New Zimbabwe.com

UK: Mugabe critic and former Archbishop of York told to step down from Church

Spread This News

By BBC News and UK correspondent


The former Archbishop of York has been forced to step down from his Church of England role after a review into how he handled a child sex abuse allegation.

Lord John Sentamu, a bitter critic of now-late Zimbabwean leader Robert Mugabe, has already rejected the report’s findings which said he failed to act on a claim made by a victim.

He had been an honorary assistant bishop in the Diocese of Newcastle.

The Bishop of Newcastle has asked him to step back from active ministry “until both the findings and his response can be explored further”.

Back in 2007, the then Archbishop of York cut up his clerical collar and said he will not replace it until Zimbabwe’s President Robert Mugabe is out of office. Dr John Sentamu made the symbolic protest gesture live on BBC TV saying Mugabe had “taken people’s identity” and “cut it to pieces”, prompting him to do the same.

Sentamu cut up his dog collar on live television in 2007

“As an Anglican this is what I wear to identify myself, that I’m a clergyman. Do you know what Mugabe has done? He’s taken people’s identity and literally, if you don’t mind, cut it to pieces.

“This is what he’s actually done to a lot of – and in the end there’s nothing. So, as far as I’m concerned, from now on I’m not going to wear a dog collar until Mugabe is gone.”

Ten years later, he put the collar back on live on TV after Mugabe was toppled by the 2017 military coup.

“I promised then when Mugabe goes I will put my collar on, so I have no choice but to put it back on after Mugabe has gone,” he said at the time. “But the new president has got to remember something more now than simply stitching up a thing will work.”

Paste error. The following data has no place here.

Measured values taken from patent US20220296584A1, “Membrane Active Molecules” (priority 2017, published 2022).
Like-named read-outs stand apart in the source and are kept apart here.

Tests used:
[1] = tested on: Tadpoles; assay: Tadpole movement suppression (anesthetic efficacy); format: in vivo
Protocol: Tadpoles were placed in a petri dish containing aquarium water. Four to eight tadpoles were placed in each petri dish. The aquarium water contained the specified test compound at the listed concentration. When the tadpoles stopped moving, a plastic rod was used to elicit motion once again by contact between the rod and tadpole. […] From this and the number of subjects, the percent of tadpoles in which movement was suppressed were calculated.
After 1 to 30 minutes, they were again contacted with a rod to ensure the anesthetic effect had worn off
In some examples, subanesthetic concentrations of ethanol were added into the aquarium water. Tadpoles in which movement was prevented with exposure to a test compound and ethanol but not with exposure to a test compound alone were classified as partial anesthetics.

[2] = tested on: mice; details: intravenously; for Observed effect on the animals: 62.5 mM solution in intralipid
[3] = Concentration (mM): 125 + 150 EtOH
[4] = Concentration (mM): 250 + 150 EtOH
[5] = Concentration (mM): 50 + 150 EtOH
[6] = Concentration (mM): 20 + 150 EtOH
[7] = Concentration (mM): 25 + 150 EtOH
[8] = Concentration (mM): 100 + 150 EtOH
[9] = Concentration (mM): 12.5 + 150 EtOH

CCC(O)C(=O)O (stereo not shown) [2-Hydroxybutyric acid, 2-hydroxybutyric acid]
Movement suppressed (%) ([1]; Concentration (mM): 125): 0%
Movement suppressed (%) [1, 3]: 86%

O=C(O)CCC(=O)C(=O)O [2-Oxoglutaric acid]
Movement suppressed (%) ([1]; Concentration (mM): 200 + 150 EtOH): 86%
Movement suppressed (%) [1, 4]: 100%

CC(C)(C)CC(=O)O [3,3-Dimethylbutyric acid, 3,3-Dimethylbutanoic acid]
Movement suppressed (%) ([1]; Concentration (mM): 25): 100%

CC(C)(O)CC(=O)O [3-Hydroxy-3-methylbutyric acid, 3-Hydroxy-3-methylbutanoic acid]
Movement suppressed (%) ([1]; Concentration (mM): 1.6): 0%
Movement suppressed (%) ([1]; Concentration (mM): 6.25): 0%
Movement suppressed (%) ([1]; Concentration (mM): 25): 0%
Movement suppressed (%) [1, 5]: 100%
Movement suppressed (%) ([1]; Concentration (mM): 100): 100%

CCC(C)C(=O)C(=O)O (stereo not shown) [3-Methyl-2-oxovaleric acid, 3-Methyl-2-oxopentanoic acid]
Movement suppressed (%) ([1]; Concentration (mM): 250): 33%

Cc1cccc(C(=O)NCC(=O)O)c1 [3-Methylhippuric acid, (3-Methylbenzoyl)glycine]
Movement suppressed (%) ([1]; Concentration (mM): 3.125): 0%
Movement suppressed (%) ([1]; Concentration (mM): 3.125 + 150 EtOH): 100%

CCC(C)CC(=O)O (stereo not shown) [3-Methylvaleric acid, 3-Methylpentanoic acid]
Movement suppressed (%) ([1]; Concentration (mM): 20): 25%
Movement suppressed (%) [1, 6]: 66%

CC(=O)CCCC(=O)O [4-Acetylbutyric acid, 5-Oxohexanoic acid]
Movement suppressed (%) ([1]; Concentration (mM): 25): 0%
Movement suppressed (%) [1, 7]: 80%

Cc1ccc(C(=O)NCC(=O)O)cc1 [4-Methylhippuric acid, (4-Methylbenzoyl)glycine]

Meanwhile, the Church has apologised to retired vicar Matthew Ineson, who was 16 when he was abused in the 1980s and has waived his legal right to anonymity.

His abuser, the Reverend Trevor Devamanikkam, killed himself before he was due to appear in court.

In 2013, Mr Ineson told senior clergy about the abuse, including Lord Sentamu who was then Archbishop of York.

Devamanikkam was charged with six serious sexual offences in May 2017. He was found dead the day before he was due to appear at court in Bradford.

‘Hold to account’

On Thursday, an independent review commissioned by the National Safeguarding Team of the Church of England found Lord Sentamu should have sought advice when the victim made his disclosure.

On Saturday, the Diocese of Newcastle released a statement which said in light of the findings the Bishop of Newcastle Helen-Ann Hartley “required Lord Sentamu… to step back from active ministry until both the findings and his response can be explored further”.

It added: “The Archbishop of York, Stephen Cottrell, is fully supportive of this decision.

“The Diocese of Newcastle remains committed to the highest standards of safeguarding which seeks always to place victims and survivors at the heart of this vital work.”

The Church of England’s lead bishop for safeguarding, Joanne Grenfell, told BBC Radio 4’s Sunday programme those within the organisation needed to be answerable to each other.

“We all have a bigger, moral duty when it comes to a safeguarding matter to really look at it, to refer it, to ask questions, to hold each other to account, to be curious about how things have concluded,” she said.

“Because of that moral imperative, I think all of us today with good training would know that we need to act differently.”

Lord Sentamu of Lindisfarne was commissioned as honorary assistant bishop for Newcastle in June 2021, a year after he stood down as archbishop.